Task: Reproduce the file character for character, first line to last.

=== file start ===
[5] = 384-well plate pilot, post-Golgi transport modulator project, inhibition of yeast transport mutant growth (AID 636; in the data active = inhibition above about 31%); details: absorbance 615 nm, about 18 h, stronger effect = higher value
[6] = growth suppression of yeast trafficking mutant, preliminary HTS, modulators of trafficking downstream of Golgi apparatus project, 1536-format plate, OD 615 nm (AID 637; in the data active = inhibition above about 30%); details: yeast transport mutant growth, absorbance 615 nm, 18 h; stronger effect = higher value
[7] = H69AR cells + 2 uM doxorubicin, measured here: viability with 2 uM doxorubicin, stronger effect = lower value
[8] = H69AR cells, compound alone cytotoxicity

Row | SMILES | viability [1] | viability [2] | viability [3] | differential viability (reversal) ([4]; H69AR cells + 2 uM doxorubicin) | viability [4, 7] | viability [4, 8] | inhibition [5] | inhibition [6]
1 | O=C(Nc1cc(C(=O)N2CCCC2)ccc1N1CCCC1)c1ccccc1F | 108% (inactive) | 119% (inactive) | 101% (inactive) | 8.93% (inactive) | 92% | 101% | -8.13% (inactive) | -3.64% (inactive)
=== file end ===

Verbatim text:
[5] = 384-well plate pilot, post-Golgi transport modulator project, inhibition of yeast transport mutant growth (AID 636; in the data active = inhibition above about 31%); details: absorbance 615 nm, about 18 h, stronger effect = higher value
[6] = growth suppression of yeast trafficking mutant, preliminary HTS, modulators of trafficking downstream of Golgi apparatus project, 1536-format plate, OD 615 nm (AID 637; in the data active = inhibition above about 30%); details: yeast transport mutant growth, absorbance 615 nm, 18 h; stronger effect = higher value
[7] = H69AR cells + 2 uM doxorubicin, measured here: viability with 2 uM doxorubicin, stronger effect = lower value
[8] = H69AR cells, compound alone cytotoxicity

Row | SMILES | viability [1] | viability [2] | viability [3] | differential viability (reversal) ([4]; H69AR cells + 2 uM doxorubicin) | viability [4, 7] | viability [4, 8] | inhibition [5] | inhibition [6]
1 | O=C(Nc1cc(C(=O)N2CCCC2)ccc1N1CCCC1)c1ccccc1F | 108% (inactive) | 119% (inactive) | 101% (inactive) | 8.93% (inactive) | 92% | 101% | -8.13% (inactive) | -3.64% (inactive)